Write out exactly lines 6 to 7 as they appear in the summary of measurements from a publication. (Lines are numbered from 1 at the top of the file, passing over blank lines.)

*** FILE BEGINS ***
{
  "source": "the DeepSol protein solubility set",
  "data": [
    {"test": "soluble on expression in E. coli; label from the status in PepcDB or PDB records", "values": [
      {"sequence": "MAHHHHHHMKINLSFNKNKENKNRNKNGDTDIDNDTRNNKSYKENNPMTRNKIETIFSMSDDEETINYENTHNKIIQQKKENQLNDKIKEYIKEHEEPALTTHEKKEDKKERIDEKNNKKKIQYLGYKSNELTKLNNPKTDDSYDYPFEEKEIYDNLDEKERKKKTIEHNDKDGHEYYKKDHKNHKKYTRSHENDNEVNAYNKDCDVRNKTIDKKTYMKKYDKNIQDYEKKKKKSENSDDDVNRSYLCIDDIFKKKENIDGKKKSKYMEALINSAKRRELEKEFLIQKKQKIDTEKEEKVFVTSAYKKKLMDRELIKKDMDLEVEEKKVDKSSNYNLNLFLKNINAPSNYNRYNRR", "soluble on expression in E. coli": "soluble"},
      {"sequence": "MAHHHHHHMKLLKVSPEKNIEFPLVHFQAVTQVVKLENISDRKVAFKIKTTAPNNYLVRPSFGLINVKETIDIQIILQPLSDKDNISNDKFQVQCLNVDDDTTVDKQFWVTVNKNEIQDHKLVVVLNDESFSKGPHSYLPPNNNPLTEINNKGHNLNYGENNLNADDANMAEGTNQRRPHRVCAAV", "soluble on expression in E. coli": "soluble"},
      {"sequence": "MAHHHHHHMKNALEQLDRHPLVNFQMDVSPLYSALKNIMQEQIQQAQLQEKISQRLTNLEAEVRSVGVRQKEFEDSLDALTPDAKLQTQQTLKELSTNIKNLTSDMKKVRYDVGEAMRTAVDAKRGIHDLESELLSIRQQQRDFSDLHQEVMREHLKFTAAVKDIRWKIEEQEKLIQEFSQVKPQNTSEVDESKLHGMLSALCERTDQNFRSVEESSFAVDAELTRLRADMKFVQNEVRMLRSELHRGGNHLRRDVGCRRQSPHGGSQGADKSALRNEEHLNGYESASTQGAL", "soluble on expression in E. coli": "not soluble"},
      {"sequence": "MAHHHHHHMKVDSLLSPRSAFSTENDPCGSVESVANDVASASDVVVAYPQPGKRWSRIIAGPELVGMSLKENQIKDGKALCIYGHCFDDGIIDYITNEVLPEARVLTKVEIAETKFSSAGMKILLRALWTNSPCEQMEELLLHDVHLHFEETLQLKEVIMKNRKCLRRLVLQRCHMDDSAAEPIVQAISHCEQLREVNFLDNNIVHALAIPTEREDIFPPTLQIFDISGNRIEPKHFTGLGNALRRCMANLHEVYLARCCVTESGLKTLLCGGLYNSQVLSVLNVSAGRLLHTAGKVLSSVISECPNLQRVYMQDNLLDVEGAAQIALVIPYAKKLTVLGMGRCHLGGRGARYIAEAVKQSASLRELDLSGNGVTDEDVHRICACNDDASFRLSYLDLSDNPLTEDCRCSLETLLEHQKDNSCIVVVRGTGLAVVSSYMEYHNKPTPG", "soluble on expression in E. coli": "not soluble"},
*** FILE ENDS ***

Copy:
      {"sequence": "MAHHHHHHMKLLKVSPEKNIEFPLVHFQAVTQVVKLENISDRKVAFKIKTTAPNNYLVRPSFGLINVKETIDIQIILQPLSDKDNISNDKFQVQCLNVDDDTTVDKQFWVTVNKNEIQDHKLVVVLNDESFSKGPHSYLPPNNNPLTEINNKGHNLNYGENNLNADDANMAEGTNQRRPHRVCAAV", "soluble on expression in E. coli": "soluble"},
      {"sequence": "MAHHHHHHMKNALEQLDRHPLVNFQMDVSPLYSALKNIMQEQIQQAQLQEKISQRLTNLEAEVRSVGVRQKEFEDSLDALTPDAKLQTQQTLKELSTNIKNLTSDMKKVRYDVGEAMRTAVDAKRGIHDLESELLSIRQQQRDFSDLHQEVMREHLKFTAAVKDIRWKIEEQEKLIQEFSQVKPQNTSEVDESKLHGMLSALCERTDQNFRSVEESSFAVDAELTRLRADMKFVQNEVRMLRSELHRGGNHLRRDVGCRRQSPHGGSQGADKSALRNEEHLNGYESASTQGAL", "soluble on expression in E. coli": "not soluble"},